Frank “Bud” Connor, age 81, of Delano, died Tuesday, April 15, 2008, at the Golden Living Center in Delano.
Memorial Mass of Christian Burial will be Tuesday, April 22 at 10:30 a.m. at the St. Joseph Catholic Church in Delano. Rev. Michael Miller will officiate, with interment at the Ft. Snelling National Cemetery. Military honors will be provided by the Delano American Legion.
Visitation is today, April 21, from 6 to 8 p.m., and will continue Tuesday from 9:30 to 10:30 a.m., all at the church.
Arrangements are by the Iten Funeral Home in Delano.
Frank was born May 31, 1926, to Frank and Genevieve (Borst) Connor in Minneapolis. He grew up in north Minneapolis, where his father was a musician.
In 1943, at the age of 17, Bud decided to join the US Marine Corps. Because he was underage, he needed a parent to co-sign his enlistment. His father knew his strapping teenage son would be a natural fighter for the Marines and happily signed, while his mama cried. The rumor that Bud spent his 18th birthday in the brig because he won an argument with his NCO was never substantiated, however, his service with the 3rd Marines at the battle of the northern Solomons, the liberation of Guam, and the invasion of Iwo Jima, and his honorable discharge in 1946, have been. It seems that his father knew best after all.
Bud returned to Minneapolis, where he married Mae McCollom and raised his family. He was proud of his three daughters, all nurses, and never passed up a chance to brag about them and their families.
He earned his keep as a mechanic, working on countless engines over the years, and managing the mechanics and the maintenance operations for several fleets of trucks, including NWC (Nationwide Carrier) and Stan Koch trucking.
But what Bud really was, was a fisherman. Big fish, little fish, it didn’t matter, almost any fish would do. Bluegills in the winter. Crappies in the spring. Walleyes and coho in the summer. Then, maybe a little hunting in the fall so as to avoid getting into a rut.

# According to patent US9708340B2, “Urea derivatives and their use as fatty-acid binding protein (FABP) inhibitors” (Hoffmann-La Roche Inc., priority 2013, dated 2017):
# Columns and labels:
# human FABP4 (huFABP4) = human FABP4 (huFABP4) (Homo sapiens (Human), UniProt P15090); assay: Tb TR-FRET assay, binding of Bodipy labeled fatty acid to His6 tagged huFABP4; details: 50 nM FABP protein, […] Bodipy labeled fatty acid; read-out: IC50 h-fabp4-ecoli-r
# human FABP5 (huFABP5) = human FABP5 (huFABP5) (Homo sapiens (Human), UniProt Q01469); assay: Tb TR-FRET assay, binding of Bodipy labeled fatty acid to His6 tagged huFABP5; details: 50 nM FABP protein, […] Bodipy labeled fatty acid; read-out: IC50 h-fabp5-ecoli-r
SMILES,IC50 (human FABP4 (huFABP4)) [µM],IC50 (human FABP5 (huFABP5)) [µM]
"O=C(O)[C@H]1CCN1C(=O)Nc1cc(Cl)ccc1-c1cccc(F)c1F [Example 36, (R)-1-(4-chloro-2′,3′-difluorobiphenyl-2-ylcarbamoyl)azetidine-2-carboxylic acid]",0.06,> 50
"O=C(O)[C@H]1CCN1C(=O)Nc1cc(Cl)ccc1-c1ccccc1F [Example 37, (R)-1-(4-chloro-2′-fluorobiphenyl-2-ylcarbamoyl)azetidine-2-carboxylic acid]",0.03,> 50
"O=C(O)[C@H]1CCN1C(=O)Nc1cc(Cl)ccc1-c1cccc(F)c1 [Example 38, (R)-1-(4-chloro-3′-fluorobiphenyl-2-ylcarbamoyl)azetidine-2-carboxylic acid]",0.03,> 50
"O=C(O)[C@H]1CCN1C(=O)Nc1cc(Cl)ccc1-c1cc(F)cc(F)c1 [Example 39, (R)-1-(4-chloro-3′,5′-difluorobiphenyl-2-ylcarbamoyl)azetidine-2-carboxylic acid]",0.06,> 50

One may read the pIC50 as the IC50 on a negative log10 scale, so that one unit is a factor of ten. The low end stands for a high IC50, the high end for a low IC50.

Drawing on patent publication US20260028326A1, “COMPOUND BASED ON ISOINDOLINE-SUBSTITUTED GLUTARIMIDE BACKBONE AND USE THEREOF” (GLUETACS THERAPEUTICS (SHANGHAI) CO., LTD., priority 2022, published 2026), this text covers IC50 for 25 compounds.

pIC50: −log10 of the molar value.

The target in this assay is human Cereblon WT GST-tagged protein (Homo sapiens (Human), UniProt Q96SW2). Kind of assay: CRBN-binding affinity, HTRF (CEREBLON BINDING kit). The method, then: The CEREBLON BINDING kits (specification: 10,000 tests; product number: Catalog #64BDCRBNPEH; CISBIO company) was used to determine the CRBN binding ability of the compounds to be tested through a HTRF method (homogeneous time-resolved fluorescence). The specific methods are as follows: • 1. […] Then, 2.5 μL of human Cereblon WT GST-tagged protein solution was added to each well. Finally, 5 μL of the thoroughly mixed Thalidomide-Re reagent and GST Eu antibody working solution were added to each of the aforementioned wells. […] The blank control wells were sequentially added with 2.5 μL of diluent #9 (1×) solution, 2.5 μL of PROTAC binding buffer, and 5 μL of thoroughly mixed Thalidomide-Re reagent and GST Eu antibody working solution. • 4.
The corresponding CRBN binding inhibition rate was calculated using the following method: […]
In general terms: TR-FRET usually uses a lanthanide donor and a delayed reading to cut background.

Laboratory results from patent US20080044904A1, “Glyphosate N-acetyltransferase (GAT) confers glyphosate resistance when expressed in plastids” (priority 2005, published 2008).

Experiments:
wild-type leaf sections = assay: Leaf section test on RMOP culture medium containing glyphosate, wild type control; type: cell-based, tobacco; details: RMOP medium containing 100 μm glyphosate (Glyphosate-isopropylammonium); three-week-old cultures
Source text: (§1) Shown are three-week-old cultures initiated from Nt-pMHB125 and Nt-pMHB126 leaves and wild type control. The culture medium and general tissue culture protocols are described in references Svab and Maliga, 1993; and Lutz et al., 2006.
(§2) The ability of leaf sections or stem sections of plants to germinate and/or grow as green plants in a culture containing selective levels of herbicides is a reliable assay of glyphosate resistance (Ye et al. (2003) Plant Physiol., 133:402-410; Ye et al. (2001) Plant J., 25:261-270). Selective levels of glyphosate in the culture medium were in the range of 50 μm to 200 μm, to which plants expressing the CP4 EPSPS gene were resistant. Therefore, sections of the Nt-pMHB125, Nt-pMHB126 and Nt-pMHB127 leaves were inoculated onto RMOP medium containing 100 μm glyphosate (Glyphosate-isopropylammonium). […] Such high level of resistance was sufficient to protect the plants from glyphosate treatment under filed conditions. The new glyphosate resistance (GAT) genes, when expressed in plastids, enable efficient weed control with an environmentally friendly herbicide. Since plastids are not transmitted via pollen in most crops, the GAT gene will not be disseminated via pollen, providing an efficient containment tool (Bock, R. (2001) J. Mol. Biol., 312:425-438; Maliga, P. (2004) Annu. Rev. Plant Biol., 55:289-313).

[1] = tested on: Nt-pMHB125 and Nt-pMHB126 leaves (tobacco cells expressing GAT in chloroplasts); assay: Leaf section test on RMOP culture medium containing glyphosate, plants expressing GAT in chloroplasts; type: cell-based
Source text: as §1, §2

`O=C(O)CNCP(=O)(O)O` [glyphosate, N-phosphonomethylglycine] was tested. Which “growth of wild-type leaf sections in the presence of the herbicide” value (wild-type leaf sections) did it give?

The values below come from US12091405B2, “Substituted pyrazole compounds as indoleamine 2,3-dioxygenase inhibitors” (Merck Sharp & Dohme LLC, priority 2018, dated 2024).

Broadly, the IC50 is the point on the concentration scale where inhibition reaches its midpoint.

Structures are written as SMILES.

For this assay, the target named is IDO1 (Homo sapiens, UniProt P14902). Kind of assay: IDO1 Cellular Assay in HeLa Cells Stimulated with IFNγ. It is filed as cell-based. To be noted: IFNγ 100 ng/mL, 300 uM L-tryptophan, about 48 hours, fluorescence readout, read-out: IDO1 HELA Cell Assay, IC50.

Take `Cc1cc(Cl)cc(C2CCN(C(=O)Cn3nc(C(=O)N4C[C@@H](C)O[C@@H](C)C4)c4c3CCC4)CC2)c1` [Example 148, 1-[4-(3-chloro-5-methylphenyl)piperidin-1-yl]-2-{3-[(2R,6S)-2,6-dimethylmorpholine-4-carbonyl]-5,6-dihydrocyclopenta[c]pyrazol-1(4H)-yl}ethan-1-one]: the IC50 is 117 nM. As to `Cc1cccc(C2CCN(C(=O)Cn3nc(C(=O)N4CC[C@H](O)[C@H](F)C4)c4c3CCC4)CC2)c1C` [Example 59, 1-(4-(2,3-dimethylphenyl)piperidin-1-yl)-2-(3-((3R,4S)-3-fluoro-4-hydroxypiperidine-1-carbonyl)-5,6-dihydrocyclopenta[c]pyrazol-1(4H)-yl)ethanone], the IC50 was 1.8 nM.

His retirement and his fishing expertise led him to explore a new career. His work as an extra in the movie, “Grumpy Old Men” caught the attention of family and friends, who wondered if he inspired the movie, or just appeared in it.
Bud liked to say that for every day you spent fishing, you got an extra day on earth. That strategy worked out pretty well and kept him going until he was retired and in his 70s. Fishing couldn’t fix Bud’s worn out kidneys, but a stranger with a big heart and a matching kidney could. God bless you, Bernie Dyreson, for your gift of the last 10 years.
Bud was content in retirement, especially with wife Diane to look up stuff on the Internet for him, reconcile the checkbook, and run the lawn mower. Although he did sometimes wonder why the oven and stove were so confusing to her, he accepted her answer that they’d discuss it just as soon as he learned how to program the VCR.
Bud’s various maladies wore at him in the past few years, but he refused to give up. He lived happily at home until earlier this year, and passed peacefully in his sleep. Most likely, he’s now in heaven teaching angels how to bait the hook and work the drop-off, while they teach him just how much exaggeration is allowed.
Bud was preceded in death by his parents, Frank and Genevieve Connor; and his sisters, Marion Meyer, Gloria Bullen, and Beverly Nighe.
He is survived by his wife of 31 years, Diane; daughters Kathy and Bruce Soderholm, and Nancy and Phil Graham; Pat Hittle; stepson Jeff and Terri Davis; eight grandchildren; 10 great-grandchildren; and his sister, Rosie and Everett Olson.